So, in short, New York is amazing, I love my job and my colleagues, Brooklyn is treating us well, and Alan and I are really excited to get back and see our families for what is sure to be a pretty emotional couple of seders.
But more on that later.
Below is a Passover greeting sent out by my new colleague at the Jewish Education Project, Rabbi Arnie Samlan. You can see the original post on his blog. It's clever and thoughtful in that I-have-to-share-this kind of way.
Happy Passover, y'all!
Snakes show up in yet another way in the story of the exodus: When Moses and Aaron came before Pharaoh, they demonstrated a sign of their Godly mission: Aaron threw his staff to the ground and it became a snake. Not to be outclassed, Pharaoh had his magicians create snakes. But the snake of Aaron and Moses was on top of the game, and swallowed the snakes of the magicians.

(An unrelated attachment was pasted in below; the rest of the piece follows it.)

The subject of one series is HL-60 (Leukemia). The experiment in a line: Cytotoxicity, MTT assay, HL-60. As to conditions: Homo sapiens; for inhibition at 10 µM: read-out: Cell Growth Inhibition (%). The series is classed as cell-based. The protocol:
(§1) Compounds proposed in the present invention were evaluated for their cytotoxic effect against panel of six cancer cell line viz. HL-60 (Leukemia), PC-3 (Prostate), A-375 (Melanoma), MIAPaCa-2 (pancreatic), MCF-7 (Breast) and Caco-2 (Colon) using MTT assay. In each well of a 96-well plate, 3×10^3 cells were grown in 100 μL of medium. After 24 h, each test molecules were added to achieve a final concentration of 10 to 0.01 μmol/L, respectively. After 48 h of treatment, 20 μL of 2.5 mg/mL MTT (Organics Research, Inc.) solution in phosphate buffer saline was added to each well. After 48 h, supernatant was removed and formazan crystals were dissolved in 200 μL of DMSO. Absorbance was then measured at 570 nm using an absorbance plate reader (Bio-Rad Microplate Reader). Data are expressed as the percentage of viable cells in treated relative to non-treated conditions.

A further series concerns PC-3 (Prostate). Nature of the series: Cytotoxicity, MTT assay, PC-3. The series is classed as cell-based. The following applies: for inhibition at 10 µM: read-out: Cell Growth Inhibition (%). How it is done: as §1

So, the snake was first a symbol of slavery, appearing on Pharaoh’s head. But then became a powerful symbol of freedom -- exhibit A in the demonstration of the power that would become fully manifested in the exodus of the Israelites.
Our contemporary Cobra too, became a symbol of freedom. Within hours of the her escape, Mia had a fan base rivaling any rock star. People began using social media to represent her and her (mostly fictional) exploits. The Bronx Zoo Cobra captured our imagination in her dash for freedom. We cheered her on, hoping she would find fulfillment (just not in our home).
The drive towards freedom and fulfillment is powerful. Yet, in our world, there are those who are not fully free. Our world has human slavery, totalitarian rulers, and prejudicial laws and systems that prevent people from living full lives. And Pesach, along with the snakes, both ancient and modern, reminds us that we need to use our power to work for freedom in our world.